Robert Bullard is a copywriter of newsletters, case studies, flyers, websites and blogs; and
he is an enthusiastic trainer in writing skills.
Robert offers the expertise of a professional writer — he has written feature articles for The Guardian and The Daily Telegraph newspapers —
with a rich range of employment experience: he
has worked as a consultant in the private sector, held senior positions in local government, and managed a
third sector organisation.
Robert's training courses cover three broad areas: Career Essentials (report writing, business writing, press releases);
Writing for Today's Needs (websites and blogs); and the Fundamentals of Good English (such as grammar and proofreading).
In 2015, he authored the book Business Writing Tips: For Easy and Effective Results which you can read more about at his website - Perfect Text - via the company logo below.
In this article, Robert offers his tips for more effective emailing.
OK — It's Email Confession Time!
Here are 10 questions – with suggested answers – to self-diagnose how good you are at managing and staying on top of your email.
1. How quickly do you expect a reply to your emails?
Don't get impatient. Be realistic. Why not establish norms in your office (a reasonable response time). Or send informative holding replies instead of overly-speedy email replies with possible mistakes.
2. Are you suffering from email addiction?
We are all guilty. It is not New Year, but as a resolution try and limit your checking to e.g. every 60–90 minutes (I use a minute timer so I know when time is up). Reward yourself when you keep to it for a day!
3. How many folders do you have for your email?
For easier tracking and retrieving, it's well worth having lots – do what you would do for your paper filing system.
4. What's the balance of your email inbox?
Are they 'background noise' emails, or emails with 'necessary information'. Unsubscribe from the former as much as you can – to decrease the ratio between these two.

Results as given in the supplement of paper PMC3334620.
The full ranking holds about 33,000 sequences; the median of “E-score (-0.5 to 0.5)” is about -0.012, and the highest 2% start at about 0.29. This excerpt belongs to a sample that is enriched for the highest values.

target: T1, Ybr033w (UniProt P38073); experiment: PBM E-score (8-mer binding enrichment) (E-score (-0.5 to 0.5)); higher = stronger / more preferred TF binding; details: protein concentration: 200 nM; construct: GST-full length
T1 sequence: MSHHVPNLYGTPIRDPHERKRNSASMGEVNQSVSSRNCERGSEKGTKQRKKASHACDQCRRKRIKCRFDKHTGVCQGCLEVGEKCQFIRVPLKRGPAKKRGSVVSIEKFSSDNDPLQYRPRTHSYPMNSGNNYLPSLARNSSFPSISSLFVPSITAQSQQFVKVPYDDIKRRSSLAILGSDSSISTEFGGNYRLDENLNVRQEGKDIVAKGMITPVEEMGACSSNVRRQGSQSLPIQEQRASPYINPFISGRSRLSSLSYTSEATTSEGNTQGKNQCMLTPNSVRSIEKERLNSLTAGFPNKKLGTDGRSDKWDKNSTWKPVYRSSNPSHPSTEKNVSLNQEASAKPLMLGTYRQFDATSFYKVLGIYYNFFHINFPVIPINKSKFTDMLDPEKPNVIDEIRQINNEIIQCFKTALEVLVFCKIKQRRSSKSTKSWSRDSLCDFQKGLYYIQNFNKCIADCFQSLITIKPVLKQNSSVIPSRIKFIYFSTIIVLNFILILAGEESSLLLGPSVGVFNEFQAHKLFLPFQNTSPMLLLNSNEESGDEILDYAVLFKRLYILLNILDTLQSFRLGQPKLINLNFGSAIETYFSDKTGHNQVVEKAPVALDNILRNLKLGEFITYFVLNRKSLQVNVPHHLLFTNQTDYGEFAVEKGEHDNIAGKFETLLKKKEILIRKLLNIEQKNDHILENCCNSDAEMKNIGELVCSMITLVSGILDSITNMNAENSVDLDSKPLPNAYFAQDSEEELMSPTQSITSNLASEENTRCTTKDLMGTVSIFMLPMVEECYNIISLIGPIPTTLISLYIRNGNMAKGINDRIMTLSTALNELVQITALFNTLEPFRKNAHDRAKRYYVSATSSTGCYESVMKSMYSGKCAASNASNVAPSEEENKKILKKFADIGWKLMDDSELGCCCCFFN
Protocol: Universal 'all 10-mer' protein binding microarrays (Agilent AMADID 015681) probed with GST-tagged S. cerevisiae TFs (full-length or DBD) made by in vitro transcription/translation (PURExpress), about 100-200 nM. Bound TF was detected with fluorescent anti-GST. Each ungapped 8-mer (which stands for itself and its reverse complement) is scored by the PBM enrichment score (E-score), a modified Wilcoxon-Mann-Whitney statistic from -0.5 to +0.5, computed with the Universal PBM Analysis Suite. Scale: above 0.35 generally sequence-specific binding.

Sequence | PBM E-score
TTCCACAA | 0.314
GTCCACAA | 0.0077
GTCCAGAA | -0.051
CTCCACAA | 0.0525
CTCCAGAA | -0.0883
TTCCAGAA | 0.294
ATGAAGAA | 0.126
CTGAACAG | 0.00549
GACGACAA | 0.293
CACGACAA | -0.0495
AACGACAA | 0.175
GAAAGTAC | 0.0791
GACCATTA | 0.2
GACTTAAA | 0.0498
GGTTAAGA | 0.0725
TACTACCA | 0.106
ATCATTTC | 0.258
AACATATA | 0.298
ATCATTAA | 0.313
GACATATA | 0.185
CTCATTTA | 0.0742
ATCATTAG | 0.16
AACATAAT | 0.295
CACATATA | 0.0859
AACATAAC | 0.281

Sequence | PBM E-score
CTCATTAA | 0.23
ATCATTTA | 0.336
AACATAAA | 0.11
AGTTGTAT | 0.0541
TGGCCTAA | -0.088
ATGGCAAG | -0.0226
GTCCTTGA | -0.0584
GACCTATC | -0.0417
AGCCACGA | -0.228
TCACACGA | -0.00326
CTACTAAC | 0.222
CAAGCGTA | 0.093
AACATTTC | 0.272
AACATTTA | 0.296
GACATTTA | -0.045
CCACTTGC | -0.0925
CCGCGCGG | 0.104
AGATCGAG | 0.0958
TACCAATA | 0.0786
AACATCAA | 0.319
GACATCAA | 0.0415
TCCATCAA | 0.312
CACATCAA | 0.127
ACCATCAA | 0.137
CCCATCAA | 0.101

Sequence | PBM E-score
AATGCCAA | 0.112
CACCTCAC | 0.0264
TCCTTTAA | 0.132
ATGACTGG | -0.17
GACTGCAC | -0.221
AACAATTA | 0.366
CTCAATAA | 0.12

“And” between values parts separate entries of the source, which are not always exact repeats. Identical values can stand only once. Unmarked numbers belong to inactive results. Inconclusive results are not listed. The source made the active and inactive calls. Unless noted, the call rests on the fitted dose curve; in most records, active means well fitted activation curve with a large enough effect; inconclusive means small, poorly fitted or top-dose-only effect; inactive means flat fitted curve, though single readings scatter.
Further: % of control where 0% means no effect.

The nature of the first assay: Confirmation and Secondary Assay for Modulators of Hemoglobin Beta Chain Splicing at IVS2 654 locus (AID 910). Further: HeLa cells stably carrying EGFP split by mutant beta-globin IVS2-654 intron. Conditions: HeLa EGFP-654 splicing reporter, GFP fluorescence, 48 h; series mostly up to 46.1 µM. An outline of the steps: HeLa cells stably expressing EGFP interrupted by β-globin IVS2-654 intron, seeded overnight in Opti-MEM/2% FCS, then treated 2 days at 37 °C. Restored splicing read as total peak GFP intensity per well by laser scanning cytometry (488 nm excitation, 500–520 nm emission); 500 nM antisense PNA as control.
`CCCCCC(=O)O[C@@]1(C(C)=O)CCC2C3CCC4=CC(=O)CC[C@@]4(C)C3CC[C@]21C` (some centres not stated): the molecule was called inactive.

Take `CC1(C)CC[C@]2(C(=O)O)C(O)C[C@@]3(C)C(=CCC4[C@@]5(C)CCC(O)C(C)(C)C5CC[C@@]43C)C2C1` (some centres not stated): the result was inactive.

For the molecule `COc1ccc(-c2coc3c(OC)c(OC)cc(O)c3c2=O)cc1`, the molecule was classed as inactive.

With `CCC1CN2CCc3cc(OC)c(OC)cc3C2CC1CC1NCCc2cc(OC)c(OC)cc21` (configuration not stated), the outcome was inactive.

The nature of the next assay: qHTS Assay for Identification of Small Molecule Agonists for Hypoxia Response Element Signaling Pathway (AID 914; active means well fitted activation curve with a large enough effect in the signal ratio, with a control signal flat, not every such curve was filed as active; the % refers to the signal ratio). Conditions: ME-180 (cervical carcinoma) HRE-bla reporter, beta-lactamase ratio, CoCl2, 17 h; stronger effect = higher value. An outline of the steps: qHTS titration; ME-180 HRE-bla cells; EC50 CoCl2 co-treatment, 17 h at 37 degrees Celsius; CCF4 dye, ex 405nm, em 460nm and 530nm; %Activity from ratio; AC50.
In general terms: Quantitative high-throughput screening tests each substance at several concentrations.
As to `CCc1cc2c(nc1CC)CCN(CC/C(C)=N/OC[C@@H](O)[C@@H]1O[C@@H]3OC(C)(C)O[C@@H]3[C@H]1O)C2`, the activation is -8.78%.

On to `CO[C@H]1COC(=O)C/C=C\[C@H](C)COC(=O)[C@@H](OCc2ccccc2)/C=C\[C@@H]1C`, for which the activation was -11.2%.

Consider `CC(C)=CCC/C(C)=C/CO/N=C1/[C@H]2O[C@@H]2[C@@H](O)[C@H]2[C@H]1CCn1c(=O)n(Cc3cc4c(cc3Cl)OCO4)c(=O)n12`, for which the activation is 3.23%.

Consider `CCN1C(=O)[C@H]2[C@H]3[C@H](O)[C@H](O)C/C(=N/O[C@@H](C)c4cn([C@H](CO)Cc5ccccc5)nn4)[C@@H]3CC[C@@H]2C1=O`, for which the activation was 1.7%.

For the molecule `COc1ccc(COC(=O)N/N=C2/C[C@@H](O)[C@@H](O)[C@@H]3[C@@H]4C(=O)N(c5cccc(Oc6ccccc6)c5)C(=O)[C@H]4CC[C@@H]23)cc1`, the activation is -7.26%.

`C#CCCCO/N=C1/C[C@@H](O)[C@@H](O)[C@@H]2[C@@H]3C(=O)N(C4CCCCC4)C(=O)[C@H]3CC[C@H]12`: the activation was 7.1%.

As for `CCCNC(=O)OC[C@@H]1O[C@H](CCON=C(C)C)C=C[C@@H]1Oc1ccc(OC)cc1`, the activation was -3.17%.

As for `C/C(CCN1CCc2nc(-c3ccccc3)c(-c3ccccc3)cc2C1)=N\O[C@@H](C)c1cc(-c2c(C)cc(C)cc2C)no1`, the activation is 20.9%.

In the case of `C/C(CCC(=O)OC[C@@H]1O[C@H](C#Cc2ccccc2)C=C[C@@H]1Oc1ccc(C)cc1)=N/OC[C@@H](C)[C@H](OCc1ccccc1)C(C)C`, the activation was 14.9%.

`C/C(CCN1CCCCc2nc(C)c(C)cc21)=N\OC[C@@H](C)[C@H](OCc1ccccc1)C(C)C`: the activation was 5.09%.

5. What's the maximum number of times you open an email without actioning it?
If your answer is more than two, be careful. Try to Deal with emails in whatever way you can on their first viewing (or Delete them, Delegate them to someone else, or Defer to a specific date – follow the four D's.)
You're half way through – Five more questions to go …
6. Are your emails always understood?
How quickly, and at what cost, can you get a difficult conversation with someone back on the right track?
Always check your writing – not just for mistakes and typos, check your tone of voice, anticipate people's queries, and check that your email can't be misunderstand. And if the issue is complicated, delicate, or there are several possible options etc., why not use the phone instead?
7. Do you update your subject line as the email conversation changes?
Definitely good practice – and lazy and confusing otherwise.
8. Have you ever missed or reduced the priority of an email sent to you because of the large number of recipients?
A lesson for yourself then. Use cc appropriately, and ask to be taken off irrelevant lists.
Reminder: always double-check your writing before pressing send!
9. Have you sent/received an email without the necessary attachment?
When writing emails, get into the habit of adding any attachments FIRST, before you write the body of the email (and especially the email address) – that way you can't forget. Also, only send relevant attachments (sending multiple attachments is confusing and daunting for receivers), or refer people to an intranet document, website etc., where they can get access to what they need.
10. Ever sent an email you regretted?
Oops – but you are not the only one! And I guess you know the answer to prevent that happening again!
Contact Robert Bullard
No regrets pressing Send.
All email images above with grateful thanks to pixabay.com
by visting his website Perfect Text
Please address any comments you may have about this article to:
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